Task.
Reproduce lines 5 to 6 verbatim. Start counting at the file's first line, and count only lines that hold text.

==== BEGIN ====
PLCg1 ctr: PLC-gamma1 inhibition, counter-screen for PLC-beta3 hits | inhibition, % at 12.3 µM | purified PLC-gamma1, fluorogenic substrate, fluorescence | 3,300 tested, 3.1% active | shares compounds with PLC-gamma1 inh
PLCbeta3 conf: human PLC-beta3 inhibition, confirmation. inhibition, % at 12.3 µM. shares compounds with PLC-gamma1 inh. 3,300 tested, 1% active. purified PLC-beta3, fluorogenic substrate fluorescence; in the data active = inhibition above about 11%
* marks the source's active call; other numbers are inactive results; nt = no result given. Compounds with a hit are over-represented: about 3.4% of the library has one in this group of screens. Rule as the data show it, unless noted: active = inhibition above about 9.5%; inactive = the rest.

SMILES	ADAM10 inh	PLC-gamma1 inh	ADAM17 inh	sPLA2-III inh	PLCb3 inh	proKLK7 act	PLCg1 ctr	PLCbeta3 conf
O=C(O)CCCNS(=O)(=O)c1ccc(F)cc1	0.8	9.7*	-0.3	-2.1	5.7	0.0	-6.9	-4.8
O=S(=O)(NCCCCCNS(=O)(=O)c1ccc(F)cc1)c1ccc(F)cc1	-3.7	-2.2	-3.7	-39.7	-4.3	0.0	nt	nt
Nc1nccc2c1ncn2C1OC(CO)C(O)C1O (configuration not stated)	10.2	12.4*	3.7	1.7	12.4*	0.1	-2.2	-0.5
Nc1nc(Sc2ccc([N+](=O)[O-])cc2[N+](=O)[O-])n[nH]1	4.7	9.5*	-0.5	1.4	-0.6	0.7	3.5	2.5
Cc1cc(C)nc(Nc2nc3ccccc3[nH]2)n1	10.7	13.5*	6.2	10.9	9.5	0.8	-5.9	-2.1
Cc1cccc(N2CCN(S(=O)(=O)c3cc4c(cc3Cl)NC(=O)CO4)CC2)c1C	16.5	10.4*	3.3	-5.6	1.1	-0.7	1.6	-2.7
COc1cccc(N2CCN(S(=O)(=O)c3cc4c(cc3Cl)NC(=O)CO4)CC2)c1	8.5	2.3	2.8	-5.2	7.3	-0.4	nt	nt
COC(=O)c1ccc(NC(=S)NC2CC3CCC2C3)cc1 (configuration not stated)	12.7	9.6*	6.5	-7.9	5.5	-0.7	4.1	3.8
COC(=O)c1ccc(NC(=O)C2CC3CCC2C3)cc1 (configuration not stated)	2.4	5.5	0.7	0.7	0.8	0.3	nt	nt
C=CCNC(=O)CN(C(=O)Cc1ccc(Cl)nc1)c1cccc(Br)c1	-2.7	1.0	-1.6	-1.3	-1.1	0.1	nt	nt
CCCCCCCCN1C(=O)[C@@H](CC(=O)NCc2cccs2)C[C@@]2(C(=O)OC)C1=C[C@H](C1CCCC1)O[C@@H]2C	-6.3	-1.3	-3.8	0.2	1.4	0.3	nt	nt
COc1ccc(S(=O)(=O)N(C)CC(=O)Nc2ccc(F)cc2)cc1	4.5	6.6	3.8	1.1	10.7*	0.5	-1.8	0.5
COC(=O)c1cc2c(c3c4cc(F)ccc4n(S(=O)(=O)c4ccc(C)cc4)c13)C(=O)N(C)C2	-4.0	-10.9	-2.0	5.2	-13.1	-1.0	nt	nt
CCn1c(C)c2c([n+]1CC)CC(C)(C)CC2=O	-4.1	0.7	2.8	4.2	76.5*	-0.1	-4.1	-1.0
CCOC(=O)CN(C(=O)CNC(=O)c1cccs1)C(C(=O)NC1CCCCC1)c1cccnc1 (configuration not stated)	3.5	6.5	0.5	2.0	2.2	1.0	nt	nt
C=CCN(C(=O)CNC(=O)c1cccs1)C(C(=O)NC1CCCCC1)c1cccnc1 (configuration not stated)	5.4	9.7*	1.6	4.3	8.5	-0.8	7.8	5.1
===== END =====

O=C(O)CCCNS(=O)(=O)c1ccc(F)cc1	0.8	9.7*	-0.3	-2.1	5.7	0.0	-6.9	-4.8
O=S(=O)(NCCCCCNS(=O)(=O)c1ccc(F)cc1)c1ccc(F)cc1	-3.7	-2.2	-3.7	-39.7	-4.3	0.0	nt	nt